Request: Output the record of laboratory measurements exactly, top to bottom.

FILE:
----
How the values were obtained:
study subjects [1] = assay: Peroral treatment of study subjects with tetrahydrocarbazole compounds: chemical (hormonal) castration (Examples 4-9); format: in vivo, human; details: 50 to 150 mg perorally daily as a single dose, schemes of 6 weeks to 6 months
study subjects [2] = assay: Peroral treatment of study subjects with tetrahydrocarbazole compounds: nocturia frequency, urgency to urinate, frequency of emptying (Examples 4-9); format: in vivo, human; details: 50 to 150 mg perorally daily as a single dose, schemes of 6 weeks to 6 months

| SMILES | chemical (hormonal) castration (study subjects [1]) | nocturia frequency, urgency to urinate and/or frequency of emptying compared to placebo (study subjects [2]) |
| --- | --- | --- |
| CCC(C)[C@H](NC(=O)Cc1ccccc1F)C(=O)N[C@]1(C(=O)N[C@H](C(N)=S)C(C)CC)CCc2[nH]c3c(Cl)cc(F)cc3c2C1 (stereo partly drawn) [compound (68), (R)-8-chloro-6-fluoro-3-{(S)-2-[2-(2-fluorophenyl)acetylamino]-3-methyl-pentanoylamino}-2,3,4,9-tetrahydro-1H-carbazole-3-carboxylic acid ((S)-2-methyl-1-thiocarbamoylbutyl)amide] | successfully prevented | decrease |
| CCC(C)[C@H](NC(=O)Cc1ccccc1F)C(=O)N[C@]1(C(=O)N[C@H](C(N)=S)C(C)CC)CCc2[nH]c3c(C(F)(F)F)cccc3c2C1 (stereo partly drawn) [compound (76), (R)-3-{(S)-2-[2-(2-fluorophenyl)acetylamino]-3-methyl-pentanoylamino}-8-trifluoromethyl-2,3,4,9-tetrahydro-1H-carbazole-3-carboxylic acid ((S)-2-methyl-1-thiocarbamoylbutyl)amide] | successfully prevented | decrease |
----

How the values were obtained:
study subjects [1] = assay: Peroral treatment of study subjects with tetrahydrocarbazole compounds: chemical (hormonal) castration (Examples 4-9); format: in vivo, human; details: 50 to 150 mg perorally daily as a single dose, schemes of 6 weeks to 6 months
study subjects [2] = assay: Peroral treatment of study subjects with tetrahydrocarbazole compounds: nocturia frequency, urgency to urinate, frequency of emptying (Examples 4-9); format: in vivo, human; details: 50 to 150 mg perorally daily as a single dose, schemes of 6 weeks to 6 months

| SMILES | chemical (hormonal) castration (study subjects [1]) | nocturia frequency, urgency to urinate and/or frequency of emptying compared to placebo (study subjects [2]) |
| --- | --- | --- |
| CCC(C)[C@H](NC(=O)Cc1ccccc1F)C(=O)N[C@]1(C(=O)N[C@H](C(N)=S)C(C)CC)CCc2[nH]c3c(Cl)cc(F)cc3c2C1 (stereo partly drawn) [compound (68), (R)-8-chloro-6-fluoro-3-{(S)-2-[2-(2-fluorophenyl)acetylamino]-3-methyl-pentanoylamino}-2,3,4,9-tetrahydro-1H-carbazole-3-carboxylic acid ((S)-2-methyl-1-thiocarbamoylbutyl)amide] | successfully prevented | decrease |
| CCC(C)[C@H](NC(=O)Cc1ccccc1F)C(=O)N[C@]1(C(=O)N[C@H](C(N)=S)C(C)CC)CCc2[nH]c3c(C(F)(F)F)cccc3c2C1 (stereo partly drawn) [compound (76), (R)-3-{(S)-2-[2-(2-fluorophenyl)acetylamino]-3-methyl-pentanoylamino}-8-trifluoromethyl-2,3,4,9-tetrahydro-1H-carbazole-3-carboxylic acid ((S)-2-methyl-1-thiocarbamoylbutyl)amide] | successfully prevented | decrease |